Friday, June 4, 2010

When Worlds Collide

Yesterday the girls and I made a special trip: to meet the Baby Echos. We'd been invited by their classroom teacher in honour of their end-of-year class project: a Kool-aid stand. The Charlie Brown-style booth made of cardboard and a thigh-high table was painted every colour of the rainbow with the words "Kool-aid 10¢" in awkward six-year-old printing. Each child had contributed to the operation with either powder packets or cups and would take their turn manning the stand over the course of the day. The whole school had promised to visit, so it was bound to be a profitable venture.

When we entered the room, chaos ensued. Staggered verses of 'Hi, Mrs. Melissa,' filled the air followed a series of hip crushing hugs from Alisha, Marques, Jamal and Tyrone. Miguel waved from where he was clearing the breakfast dishes. Jacob watched from across the room, curious but shy of the two big girls I'd brought with me. Keshon, the tireless wannabe Echo, fired questions faster than I could answer.

"What's they names? How old are them? Do they eat lobster?"
I introduced the girls and told Keshon to ask his questions to Emma and Mouse himself.
"Do you eat lobster?"
Mouse shook her head. Emma said, "No."
"Do you eat fish?"
Mouse made a face. Emma said, "Sometimes."
"Do you eat shrimp?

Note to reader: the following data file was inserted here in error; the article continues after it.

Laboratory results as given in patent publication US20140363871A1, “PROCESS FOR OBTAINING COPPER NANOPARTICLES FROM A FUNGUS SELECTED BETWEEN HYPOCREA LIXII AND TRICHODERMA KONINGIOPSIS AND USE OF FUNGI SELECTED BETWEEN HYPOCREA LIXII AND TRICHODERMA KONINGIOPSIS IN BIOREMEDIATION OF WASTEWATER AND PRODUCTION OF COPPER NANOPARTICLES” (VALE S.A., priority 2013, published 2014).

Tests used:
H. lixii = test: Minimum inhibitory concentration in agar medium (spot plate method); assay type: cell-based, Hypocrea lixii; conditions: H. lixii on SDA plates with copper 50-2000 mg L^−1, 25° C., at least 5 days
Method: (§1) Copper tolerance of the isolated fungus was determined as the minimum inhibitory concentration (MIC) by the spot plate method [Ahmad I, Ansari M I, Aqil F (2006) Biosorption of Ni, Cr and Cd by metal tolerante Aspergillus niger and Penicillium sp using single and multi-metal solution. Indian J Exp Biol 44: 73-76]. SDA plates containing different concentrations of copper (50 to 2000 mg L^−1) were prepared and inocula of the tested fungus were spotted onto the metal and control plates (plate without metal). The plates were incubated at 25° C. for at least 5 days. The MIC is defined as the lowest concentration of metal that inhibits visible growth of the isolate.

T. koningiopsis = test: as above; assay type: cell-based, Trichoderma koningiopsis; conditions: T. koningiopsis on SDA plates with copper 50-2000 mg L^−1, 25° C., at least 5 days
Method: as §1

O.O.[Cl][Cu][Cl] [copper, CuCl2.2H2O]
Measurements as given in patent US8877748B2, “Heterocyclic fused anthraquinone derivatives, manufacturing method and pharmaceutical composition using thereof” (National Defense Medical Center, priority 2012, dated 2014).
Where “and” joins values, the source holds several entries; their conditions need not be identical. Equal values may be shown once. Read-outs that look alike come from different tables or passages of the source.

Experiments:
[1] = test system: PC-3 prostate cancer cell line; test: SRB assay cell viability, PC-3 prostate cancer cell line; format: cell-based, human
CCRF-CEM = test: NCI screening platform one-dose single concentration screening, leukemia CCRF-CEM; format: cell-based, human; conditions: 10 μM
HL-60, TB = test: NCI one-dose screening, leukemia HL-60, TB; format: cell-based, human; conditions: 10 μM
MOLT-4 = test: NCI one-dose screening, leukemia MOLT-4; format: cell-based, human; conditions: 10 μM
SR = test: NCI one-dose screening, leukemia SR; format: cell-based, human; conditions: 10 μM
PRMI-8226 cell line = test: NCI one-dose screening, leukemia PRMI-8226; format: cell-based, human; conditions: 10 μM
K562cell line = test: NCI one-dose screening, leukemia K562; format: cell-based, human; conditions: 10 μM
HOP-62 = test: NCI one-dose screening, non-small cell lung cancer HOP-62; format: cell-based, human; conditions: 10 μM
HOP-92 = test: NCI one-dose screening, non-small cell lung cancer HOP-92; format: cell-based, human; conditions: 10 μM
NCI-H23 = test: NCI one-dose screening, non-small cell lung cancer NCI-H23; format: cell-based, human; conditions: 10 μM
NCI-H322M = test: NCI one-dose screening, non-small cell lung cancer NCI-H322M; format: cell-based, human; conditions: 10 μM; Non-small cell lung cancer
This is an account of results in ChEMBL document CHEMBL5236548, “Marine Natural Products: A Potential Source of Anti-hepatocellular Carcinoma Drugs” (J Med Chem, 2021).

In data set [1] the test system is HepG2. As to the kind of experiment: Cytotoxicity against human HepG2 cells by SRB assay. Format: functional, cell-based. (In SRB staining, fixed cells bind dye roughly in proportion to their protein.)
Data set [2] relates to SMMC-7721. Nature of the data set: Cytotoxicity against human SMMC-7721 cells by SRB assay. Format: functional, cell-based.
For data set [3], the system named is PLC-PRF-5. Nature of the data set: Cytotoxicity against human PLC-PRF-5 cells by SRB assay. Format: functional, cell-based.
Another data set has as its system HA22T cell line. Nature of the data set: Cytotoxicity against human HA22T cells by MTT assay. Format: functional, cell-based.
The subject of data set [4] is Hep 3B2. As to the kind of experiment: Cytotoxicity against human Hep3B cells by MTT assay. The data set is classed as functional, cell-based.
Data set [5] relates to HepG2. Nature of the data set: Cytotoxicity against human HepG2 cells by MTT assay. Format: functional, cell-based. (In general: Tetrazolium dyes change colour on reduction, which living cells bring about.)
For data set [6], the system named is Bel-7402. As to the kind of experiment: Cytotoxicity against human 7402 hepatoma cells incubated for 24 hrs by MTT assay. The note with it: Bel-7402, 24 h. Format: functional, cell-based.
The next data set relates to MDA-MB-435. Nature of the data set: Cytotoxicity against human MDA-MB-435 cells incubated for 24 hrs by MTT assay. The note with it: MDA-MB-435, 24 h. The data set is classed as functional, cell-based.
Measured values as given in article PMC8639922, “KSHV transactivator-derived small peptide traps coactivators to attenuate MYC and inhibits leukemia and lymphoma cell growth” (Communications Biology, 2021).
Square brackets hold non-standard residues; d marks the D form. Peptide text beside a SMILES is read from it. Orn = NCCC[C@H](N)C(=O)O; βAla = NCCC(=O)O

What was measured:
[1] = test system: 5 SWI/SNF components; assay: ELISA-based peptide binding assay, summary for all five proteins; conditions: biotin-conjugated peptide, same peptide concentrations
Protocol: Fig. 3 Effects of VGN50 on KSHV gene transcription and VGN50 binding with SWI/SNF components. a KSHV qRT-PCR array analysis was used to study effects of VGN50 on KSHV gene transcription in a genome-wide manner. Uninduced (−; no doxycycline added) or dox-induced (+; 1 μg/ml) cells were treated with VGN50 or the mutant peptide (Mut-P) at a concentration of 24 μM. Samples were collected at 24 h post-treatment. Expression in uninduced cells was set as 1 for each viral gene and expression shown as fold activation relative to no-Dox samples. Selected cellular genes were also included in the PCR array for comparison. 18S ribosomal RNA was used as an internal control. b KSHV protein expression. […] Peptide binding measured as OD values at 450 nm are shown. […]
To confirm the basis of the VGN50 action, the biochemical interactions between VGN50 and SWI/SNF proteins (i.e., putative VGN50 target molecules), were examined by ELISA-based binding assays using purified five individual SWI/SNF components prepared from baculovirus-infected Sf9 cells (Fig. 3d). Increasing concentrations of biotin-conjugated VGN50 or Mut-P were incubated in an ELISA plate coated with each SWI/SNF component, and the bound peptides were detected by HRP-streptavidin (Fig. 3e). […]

"We eat chicken," said Emma, cutting to the chase.
"Me, too," said Tyrone, who had been listening to Keshon's interrogation. A bunch of the other kids said they liked chicken, too. Common ground in poultry. Who would have guessed it?

We stayed for the Pledge of Allegiance and three cups of Kool-aid before leaving them to their day. On our way home we shared an interesting discussion about what they observed. Why did almost all those kids have dark skin? Why did they eat breakfast at school? It was a version of similar talks we'd had before about poverty and the inequities that still persist between the races. We dipped our toes into American history, slavery, emancipation, and how public education is funded. It was an amazing discussion peppered with exclamations of, "But that's not fair," from both girls. (Grade-schoolers are amazing injustice detectors.) It is a topic we've visited before and will again, though probably not the same way, with the taste of some of the best Kool-aid on the planet still on our lips. That can only happen once.

1 comment:

  1. There is no better way to learn about something than personal encounter.